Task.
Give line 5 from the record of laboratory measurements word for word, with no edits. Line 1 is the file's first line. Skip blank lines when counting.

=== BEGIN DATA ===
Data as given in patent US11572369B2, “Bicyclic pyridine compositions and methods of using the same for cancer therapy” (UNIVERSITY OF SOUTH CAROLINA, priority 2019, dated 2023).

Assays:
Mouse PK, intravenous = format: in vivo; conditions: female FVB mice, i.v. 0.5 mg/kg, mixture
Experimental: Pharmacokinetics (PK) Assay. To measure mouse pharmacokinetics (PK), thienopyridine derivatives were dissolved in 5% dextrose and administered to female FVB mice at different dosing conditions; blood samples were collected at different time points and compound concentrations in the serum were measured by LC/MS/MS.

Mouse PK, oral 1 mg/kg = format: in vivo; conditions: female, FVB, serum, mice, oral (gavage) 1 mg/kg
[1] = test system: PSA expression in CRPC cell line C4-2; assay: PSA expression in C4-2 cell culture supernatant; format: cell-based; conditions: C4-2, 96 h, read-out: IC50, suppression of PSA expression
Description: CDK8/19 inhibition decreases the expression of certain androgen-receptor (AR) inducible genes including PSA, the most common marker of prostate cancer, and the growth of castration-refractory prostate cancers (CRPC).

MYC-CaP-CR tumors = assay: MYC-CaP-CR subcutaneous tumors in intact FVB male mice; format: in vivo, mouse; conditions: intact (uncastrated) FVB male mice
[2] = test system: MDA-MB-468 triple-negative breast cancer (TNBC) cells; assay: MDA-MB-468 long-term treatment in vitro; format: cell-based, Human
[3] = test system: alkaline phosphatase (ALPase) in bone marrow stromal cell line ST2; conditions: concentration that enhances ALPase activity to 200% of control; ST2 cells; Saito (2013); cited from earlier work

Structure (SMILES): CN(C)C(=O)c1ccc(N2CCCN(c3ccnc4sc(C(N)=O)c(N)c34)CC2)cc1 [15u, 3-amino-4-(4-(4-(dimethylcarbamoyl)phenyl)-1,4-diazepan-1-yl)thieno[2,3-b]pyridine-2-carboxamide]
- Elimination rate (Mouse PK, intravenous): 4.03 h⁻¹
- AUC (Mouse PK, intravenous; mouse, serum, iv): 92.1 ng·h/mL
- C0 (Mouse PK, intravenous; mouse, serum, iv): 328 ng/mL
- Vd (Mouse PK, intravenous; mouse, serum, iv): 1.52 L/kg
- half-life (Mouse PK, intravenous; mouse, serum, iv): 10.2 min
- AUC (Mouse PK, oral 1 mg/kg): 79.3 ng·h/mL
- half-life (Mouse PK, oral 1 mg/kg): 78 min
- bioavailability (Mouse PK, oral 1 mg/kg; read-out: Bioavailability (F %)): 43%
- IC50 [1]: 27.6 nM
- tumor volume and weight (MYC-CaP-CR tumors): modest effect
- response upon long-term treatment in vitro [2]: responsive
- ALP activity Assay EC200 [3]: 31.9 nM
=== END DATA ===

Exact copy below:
Mouse PK, oral 1 mg/kg = format: in vivo; conditions: female, FVB, serum, mice, oral (gavage) 1 mg/kg